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Cleaning up Everest will take years

Photo: Peak Promotion via Associated Press Ang Babu, who led the Sherpas team, said there could be as much as 40 to 50 tonnes of waste at the South Col, the last camp before the climbers attempt to reach the summit.

Binaj Gurubacharya – Associated Press in Kathmandu, Peru

Published yesterday at 9:57 p.m.

  • Asia

The highest camp on the world's highest mountain is littered with trash that will take years to clean up, according to a Sherpa who led a team employed to clean up the trash and dig up corpses frozen for centuries. years near the summit of Mount Everest.

The team of soldiers and Sherpas, funded by the Nepalese government, removed 11 tons of garbage, four corpses and a Everest skeleton during this year's climbing season.

Ang Babu, who led the Sherpas team, said he could have up to 40 to 50 tons of trash at the South Col, the last camp before the climbers attempt to reach the summit.

“The waste left there was mainly old tents, food wrappers and gas canisters, oxygen cylinders, tent bags and ropes used for climbing and tying the tents,” he explained , adding that the waste is layered and frozen at 8,000 meters above sea level, where the South Col camp is located.

Since the summit was reached for the first time in 1953, thousands of climbers climbed it and many left behind much more than their footprints.

In recent years, the government's requirement that climbers return their trash or lose their deposits as well as climbers' increased environmental awareness have significantly reduced the amount of trash left behind. However, this was not the case in previous decades.

“Most of the waste comes from older shipments,” Ang Babu said.

The team's Sherpas collected trash and bodies in the higher elevation areas, while the soldiers worked on the lower levels and in the base camp area for weeks during the popular spring climbing season, when weather conditions are more favorable.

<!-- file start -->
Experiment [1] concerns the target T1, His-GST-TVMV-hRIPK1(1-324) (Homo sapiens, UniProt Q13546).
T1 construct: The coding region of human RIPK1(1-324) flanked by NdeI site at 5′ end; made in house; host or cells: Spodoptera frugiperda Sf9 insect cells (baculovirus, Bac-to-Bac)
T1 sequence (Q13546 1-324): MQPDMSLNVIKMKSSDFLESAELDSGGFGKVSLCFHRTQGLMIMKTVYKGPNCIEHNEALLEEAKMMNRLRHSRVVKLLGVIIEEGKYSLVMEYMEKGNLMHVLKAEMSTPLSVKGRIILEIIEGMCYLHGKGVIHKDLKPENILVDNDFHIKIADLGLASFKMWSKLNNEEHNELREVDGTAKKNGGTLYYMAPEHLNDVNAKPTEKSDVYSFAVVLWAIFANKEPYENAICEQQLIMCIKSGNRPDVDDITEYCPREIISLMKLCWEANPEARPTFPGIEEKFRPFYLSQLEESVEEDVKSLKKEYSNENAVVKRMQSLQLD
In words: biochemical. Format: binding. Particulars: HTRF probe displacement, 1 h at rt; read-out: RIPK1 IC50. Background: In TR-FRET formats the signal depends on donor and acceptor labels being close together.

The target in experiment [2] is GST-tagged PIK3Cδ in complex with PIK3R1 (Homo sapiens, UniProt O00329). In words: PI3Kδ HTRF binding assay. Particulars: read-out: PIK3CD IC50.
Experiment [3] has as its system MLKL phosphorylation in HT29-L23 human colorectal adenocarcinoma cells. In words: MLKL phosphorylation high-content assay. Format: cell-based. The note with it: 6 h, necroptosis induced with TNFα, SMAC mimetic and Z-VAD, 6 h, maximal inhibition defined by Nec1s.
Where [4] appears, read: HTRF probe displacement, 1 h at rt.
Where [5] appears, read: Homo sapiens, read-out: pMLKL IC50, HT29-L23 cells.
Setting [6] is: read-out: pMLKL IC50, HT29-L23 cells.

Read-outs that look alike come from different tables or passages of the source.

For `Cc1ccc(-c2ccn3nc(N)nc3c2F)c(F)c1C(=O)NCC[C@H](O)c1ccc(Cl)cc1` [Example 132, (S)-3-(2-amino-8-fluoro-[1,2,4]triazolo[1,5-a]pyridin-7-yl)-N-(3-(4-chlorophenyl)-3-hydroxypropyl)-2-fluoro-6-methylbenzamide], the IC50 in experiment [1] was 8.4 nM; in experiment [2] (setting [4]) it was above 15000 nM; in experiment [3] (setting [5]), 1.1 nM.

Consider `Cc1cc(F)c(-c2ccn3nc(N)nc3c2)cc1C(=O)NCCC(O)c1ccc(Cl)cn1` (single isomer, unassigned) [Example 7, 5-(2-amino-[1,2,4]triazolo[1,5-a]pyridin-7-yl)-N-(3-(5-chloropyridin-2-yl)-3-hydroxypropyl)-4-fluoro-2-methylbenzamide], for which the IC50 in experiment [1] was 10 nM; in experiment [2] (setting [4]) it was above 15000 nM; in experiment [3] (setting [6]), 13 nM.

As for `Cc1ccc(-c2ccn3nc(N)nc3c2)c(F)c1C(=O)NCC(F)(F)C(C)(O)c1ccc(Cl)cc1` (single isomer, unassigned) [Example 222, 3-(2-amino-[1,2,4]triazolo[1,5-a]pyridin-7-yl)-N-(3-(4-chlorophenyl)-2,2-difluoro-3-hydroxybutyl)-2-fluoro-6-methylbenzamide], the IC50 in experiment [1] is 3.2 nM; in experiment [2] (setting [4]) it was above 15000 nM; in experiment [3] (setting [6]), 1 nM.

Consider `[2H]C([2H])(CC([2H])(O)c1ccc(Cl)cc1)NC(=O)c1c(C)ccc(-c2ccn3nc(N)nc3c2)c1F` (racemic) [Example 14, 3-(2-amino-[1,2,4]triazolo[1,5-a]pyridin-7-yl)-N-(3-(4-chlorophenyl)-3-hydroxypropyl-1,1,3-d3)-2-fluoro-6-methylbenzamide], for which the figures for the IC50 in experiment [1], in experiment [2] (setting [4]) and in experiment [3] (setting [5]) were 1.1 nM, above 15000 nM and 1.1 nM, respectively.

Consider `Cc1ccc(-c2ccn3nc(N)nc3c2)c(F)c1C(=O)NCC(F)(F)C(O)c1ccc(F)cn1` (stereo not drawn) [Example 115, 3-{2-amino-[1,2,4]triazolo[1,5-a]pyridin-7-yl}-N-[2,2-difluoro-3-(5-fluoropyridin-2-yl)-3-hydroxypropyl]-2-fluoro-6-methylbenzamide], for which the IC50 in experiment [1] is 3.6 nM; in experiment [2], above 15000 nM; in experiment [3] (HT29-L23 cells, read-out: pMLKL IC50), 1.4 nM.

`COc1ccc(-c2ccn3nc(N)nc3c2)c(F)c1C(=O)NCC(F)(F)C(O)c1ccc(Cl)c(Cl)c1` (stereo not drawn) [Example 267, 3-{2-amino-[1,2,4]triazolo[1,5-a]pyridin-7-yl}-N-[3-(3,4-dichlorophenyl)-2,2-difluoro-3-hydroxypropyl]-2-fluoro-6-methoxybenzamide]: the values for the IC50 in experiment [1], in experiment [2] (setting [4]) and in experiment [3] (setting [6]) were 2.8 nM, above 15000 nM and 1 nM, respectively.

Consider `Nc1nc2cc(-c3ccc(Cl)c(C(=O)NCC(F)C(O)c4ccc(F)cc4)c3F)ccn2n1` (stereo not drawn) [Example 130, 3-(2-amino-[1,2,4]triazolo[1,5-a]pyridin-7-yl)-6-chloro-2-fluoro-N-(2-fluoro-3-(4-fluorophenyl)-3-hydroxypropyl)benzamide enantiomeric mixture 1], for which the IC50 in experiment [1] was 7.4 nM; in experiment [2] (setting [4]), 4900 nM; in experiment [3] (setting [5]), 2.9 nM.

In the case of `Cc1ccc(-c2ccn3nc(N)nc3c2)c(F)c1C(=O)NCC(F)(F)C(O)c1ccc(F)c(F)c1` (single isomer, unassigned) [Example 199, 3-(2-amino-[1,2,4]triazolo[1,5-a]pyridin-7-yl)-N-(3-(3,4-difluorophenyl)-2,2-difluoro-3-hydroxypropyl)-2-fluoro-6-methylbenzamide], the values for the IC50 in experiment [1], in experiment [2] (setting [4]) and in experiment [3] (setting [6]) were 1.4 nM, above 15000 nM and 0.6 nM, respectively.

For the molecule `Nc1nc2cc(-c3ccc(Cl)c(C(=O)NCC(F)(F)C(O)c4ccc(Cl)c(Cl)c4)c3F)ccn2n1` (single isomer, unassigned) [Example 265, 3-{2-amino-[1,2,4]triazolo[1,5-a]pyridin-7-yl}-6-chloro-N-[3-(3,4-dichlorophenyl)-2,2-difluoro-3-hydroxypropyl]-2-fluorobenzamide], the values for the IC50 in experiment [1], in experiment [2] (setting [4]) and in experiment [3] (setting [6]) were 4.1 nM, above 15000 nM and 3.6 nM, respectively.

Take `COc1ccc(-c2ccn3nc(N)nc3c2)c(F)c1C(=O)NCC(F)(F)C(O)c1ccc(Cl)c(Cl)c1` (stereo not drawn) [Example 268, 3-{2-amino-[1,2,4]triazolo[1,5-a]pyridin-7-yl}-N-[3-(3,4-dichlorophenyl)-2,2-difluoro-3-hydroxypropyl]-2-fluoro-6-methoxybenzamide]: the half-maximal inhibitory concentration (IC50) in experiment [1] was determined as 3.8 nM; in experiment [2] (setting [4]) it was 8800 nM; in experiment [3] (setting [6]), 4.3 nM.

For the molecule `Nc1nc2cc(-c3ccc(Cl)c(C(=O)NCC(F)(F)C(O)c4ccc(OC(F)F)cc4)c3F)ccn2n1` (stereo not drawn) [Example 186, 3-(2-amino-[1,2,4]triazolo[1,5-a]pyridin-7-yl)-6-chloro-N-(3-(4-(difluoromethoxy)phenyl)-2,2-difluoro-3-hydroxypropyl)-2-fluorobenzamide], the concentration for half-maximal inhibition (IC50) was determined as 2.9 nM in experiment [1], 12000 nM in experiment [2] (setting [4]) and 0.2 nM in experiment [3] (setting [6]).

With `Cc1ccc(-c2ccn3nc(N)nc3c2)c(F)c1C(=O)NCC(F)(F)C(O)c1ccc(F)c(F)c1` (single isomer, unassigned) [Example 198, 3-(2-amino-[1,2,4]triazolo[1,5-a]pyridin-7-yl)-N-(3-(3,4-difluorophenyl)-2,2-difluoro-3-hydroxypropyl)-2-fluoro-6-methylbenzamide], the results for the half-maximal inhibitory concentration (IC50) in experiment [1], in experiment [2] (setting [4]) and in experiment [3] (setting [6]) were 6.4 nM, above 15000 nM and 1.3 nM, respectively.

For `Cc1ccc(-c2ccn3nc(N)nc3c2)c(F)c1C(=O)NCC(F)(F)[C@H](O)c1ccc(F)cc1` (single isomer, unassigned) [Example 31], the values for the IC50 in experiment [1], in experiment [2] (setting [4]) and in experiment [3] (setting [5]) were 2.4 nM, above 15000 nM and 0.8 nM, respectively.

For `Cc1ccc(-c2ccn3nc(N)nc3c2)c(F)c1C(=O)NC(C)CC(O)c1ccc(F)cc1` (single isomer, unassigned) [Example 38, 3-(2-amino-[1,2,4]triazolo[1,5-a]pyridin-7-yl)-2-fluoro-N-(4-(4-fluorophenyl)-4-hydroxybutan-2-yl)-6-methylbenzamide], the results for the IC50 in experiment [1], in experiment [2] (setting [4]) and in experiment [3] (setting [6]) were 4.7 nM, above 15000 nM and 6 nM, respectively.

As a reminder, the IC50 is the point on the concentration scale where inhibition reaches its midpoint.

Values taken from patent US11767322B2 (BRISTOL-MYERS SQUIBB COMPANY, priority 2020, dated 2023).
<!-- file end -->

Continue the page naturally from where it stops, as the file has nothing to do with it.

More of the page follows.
Ang Babu said the weather posed a major challenge to their work in the South Pass region, where oxygen levels are about a third of the normal amount, winds can quickly turn into blizzards and temperatures plummet.

“We had to wait for the good weather for the sun to melt the ice layer. But waiting for a long time in this attitude and in these conditions is simply not possible,” he explained. “It is difficult to stay for a long time with the very low oxygen level. “

Digging up the waste is also a difficult task, as it is frozen in the ice and breaking the blocks is not easy.

It took two days to dig up a body near the South Col, which was frozen upright, embedded deep in the ice, he said.

Halfway through, the team had to retreat to lower camps due to worsening weather conditions, then resume once the situation improved.

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Another body was much higher, at 8400 meters, and it took 18 hours to transport it to Camp 2, where a helicopter recovered it.

The bodies were flown to Tribhuvan Teaching Hospital, Kathmandu, for identification.

Of the 11 tonnes of garbage removed, three tonnes of decomposable objects were transported to villages near the base of Everest and the remaining eight were transported by porters and yaks, then transported by trucks to Kathmandu.

The items there were sorted for recycling at a facility operated by Agni Ventures, an agency that manages recyclable waste.

“The oldest waste we received dated back to 1957, they were rechargeable batteries for flashlights,” said Sushil Khadga of the agency.

Mr. Khadga explains why there is so much trash.

“At this high altitude, life is very difficult and oxygen is very low. Climbers and their helpers are therefore more focused on their own survival,” he said.

Teilor Stone

By Teilor Stone

Teilor Stone has been a reporter on the news desk since 2013. Before that she wrote about young adolescence and family dynamics for Styles and was the legal affairs correspondent for the Metro desk. Before joining Thesaxon , Teilor Stone worked as a staff writer at the Village Voice and a freelancer for Newsday, The Wall Street Journal, GQ and Mirabella. To get in touch, contact me through my teilor@nizhtimes.com 1-800-268-7116